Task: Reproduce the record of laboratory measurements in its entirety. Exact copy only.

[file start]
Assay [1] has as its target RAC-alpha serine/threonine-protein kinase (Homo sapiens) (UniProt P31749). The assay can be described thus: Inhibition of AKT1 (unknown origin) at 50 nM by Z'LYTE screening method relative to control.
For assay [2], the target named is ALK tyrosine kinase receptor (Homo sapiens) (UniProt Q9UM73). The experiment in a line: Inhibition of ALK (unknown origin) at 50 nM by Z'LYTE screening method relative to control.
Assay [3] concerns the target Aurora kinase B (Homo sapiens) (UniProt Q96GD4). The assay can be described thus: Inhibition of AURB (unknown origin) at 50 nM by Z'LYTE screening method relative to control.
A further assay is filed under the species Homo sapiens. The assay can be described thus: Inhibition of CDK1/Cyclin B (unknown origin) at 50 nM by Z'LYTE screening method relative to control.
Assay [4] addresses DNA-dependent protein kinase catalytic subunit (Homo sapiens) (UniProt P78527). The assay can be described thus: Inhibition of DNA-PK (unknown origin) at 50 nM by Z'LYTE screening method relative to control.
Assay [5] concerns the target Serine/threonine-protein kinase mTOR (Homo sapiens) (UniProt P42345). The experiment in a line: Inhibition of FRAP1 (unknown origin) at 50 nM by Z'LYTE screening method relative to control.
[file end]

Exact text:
Assay [1] has as its target RAC-alpha serine/threonine-protein kinase (Homo sapiens) (UniProt P31749). The assay can be described thus: Inhibition of AKT1 (unknown origin) at 50 nM by Z'LYTE screening method relative to control.
For assay [2], the target named is ALK tyrosine kinase receptor (Homo sapiens) (UniProt Q9UM73). The experiment in a line: Inhibition of ALK (unknown origin) at 50 nM by Z'LYTE screening method relative to control.
Assay [3] concerns the target Aurora kinase B (Homo sapiens) (UniProt Q96GD4). The assay can be described thus: Inhibition of AURB (unknown origin) at 50 nM by Z'LYTE screening method relative to control.
A further assay is filed under the species Homo sapiens. The assay can be described thus: Inhibition of CDK1/Cyclin B (unknown origin) at 50 nM by Z'LYTE screening method relative to control.
Assay [4] addresses DNA-dependent protein kinase catalytic subunit (Homo sapiens) (UniProt P78527). The assay can be described thus: Inhibition of DNA-PK (unknown origin) at 50 nM by Z'LYTE screening method relative to control.
Assay [5] concerns the target Serine/threonine-protein kinase mTOR (Homo sapiens) (UniProt P42345). The experiment in a line: Inhibition of FRAP1 (unknown origin) at 50 nM by Z'LYTE screening method relative to control.